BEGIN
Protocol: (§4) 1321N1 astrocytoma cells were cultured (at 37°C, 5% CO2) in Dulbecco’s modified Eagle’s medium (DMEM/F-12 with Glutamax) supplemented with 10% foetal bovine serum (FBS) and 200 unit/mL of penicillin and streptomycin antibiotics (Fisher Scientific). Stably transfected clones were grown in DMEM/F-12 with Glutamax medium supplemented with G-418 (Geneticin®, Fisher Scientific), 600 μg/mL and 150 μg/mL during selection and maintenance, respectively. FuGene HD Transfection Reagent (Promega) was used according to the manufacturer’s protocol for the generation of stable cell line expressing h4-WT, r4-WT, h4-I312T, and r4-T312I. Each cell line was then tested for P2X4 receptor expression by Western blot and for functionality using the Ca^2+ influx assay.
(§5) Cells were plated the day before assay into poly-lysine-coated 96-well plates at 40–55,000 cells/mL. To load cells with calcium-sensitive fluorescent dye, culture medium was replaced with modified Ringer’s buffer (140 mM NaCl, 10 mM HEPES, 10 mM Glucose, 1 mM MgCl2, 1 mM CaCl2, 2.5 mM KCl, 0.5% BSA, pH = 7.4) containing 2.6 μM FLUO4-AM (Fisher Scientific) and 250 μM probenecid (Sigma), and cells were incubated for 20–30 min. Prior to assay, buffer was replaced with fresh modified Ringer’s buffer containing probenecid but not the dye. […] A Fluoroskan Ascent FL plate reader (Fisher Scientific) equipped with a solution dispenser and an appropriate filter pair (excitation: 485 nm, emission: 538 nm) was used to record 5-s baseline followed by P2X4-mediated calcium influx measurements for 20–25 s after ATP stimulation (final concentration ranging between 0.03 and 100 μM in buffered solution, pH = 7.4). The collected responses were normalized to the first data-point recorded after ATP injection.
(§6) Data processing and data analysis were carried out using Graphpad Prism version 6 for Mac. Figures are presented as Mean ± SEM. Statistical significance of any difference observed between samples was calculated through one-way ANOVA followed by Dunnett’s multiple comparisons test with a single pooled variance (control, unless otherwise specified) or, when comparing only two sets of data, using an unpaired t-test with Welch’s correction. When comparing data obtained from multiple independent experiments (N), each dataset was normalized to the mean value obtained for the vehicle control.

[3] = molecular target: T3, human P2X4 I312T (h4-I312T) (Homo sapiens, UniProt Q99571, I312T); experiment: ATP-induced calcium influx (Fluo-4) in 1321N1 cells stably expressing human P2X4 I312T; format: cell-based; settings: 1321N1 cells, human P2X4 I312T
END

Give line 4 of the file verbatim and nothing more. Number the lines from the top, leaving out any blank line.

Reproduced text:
[3] = molecular target: T3, human P2X4 I312T (h4-I312T) (Homo sapiens, UniProt Q99571, I312T); experiment: ATP-induced calcium influx (Fluo-4) in 1321N1 cells stably expressing human P2X4 I312T; format: cell-based; settings: 1321N1 cells, human P2X4 I312T